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Spondylolisthesis Treatment Options

What are the treatment options for spondylolisthesis?

The treatment options for spondylolisthesis depend on several factors, including the severity of the condition, the presence of symptoms, the degree of vertebral slippage, and the individual’s overall health. The treatment approach can range from conservative (non-surgical) methods to minimally invasive surgical interventions. 

For patients with mild symptomatic lumbar spondylolisthesis, Dr. Singh initially recommends conservative management including:

  • Activity modification including abstaining from sports
  • Heat and light exercise
  • Anti-inflammatory medications to reduce pain
  • Epidural steroid injections
  • Physical therapy involves a thorough McKenzie Evaluation (taking a history and performing a physical exam) to determine the mechanical nature of the patient’s pain and to identify specific movements and positions that alleviate or worsen symptoms.

If a patient does not improve after non-surgical treatment and the vertebra continues to slip, Dr. Singh may suggest minimally invasive surgery as a solution for the spondylolisthesis.

Minimally Invasive Laminectomy

In this procedure, Dr. Singh will make a small incision, the size of a nickel, in the back at the level of nerve compression and insert a device called a tubular retractor. This thin tube-shaped tool allows for the creation of a tunnel, gently moving aside muscle and soft tissue, in the affected area of the spine to provide access to the compressed nerves. He can then insert small tools through the tunnel and operate to decompress the affected nerves.

Ultra-Minimally Invasive Endoscopic Laminectomy

In this cutting-edge procedure, a 10 millimeter or smaller skin incision (pen tip sized incision) is made, and the endoscope, a thin flexible tube with a camera and light at the tip is inserted.  Depending on the patient’s condition, the endoscopic technique may access the spine using one of two approaches: either an intralaminar (from the back of the spine between two laminae) or transforaminal (from the back/side of the spine into the neuroforamen; a nerve passageway) approach.

Throughout the procedure, the camera captures and projects real-time images of the operative site onto a monitor for Dr. Singh to see. The endoscopic camera assists and guides Dr. Singh during the surgical procedure. The images and videos of the disc bulge and nerve root are provided to the patient following surgery.

Most patients experience immediate and significant improvement in their pain because the compression of nerves has been corrected immediately following surgery.

Minimally Invasive Lumbar Fusion

If a patient has had repeated lumbar disc herniations or has significant instability and slippage, a minimally invasive lumbar fusion may be performed.

In a minimally invasive fusion, Dr. Singh uses special equipment that allow for a much smaller incision (less than the size of a quarter) without cutting muscles that allow him to perform these procedures as outpatient surgery with patients going home 3-4 hours after the surgery.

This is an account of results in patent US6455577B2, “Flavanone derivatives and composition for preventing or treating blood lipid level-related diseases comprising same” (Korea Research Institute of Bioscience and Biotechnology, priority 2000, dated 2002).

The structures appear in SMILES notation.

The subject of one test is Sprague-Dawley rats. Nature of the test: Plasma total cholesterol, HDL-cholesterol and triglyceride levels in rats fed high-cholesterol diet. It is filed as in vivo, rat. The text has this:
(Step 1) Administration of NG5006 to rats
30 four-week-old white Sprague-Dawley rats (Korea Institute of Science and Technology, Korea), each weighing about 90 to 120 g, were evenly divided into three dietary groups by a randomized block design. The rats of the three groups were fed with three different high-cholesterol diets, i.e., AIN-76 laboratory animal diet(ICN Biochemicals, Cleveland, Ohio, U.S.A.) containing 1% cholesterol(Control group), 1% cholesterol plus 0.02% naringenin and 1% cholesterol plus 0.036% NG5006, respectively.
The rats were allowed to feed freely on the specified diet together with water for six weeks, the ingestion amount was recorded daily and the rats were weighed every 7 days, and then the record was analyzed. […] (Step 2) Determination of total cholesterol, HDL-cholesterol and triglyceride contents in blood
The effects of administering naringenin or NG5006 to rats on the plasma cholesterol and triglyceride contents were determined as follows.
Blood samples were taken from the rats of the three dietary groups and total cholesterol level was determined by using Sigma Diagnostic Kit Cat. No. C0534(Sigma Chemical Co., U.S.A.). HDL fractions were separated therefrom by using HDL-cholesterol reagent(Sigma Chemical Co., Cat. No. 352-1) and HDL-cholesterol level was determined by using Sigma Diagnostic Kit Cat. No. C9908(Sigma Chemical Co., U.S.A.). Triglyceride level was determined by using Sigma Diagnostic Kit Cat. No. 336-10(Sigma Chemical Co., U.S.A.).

A minimally invasive lumbar fusion can be performed from the front (anterior approach), from the back (posterior approach) or from the side (lateral approach). Dr. Singh chooses which approach is the least invasive based upon many factors, including the need for bone spur removal, the degree of instability, the medical condition, and build of the patient. The following are minimally invasive spinal fusion approaches that Dr. Singh performs in a minimally invasive outpatient fashion:

  • Anterior Lumbar Interbody Fusion (ALIF) with Instrumentation (from the front)
  • Transforaminal Lumbar Interbody Fusion (TLIF) (from the back)
  • Lateral Interbody Fusion (XLIF, DLIF, OLIF) (from the side)

Patients can expect the surgery to be performed as an outpatient in the hands of Dr. Singh. Whether the patient undergoes a ultra-minimally invasive endoscopic approach or a minimally invasive fusion you can expect to be walking in a few hours after surgery and discharged home the same day from the surgery center. Patients can expect rapid recovery in a few days with return to work within 24 hours being possible.

Dr. Kern Singh, MD is an internationally renowned spine surgeon specializing in outpatient minimally invasive and motion-preserving techniques and endoscopic spine surgery at Midwest Orthopaedics at Rush and Professor in the Department of Orthopaedic Surgery at Rush University Medical Center in Chicago, Illinois. Dr. Kern is one of the nation’s Top 100 spine surgeons and beloved by his patients for his compassionate care and excellent outcomes. He welcomes nationally and internationally-based patients.


  • https://www.ncbi.nlm.nih.gov/books/NBK430767/
  • Chan AK, Sharma V, Robinson LC, Mummaneni PV. Summary of Guidelines for the Treatment of Lumbar Spondylolisthesis. Neurosurg Clin N Am. 2019 Jul;30(3):353-364. doi: 10.1016/j.nec.2019.02.009. PMID: 31078236.
  • Bydon M, Alvi MA, Goyal A. Degenerative Lumbar Spondylolisthesis: Definition, Natural History, Conservative Management, and Surgical Treatment. Neurosurg Clin N Am. 2019 Jul;30(3):299-304. doi: 10.1016/j.nec.2019.02.003. PMID: 31078230.
At A Glance

Dr. Kern Singh

  • Minimally invasive and endoscopic spine surgeon
  • Inventor and surgeon innovator with multiple patents in spinal surgery and instrumentation
  • Author of more than 10 textbooks in minimally invasive spinal surgery
  • Learn more

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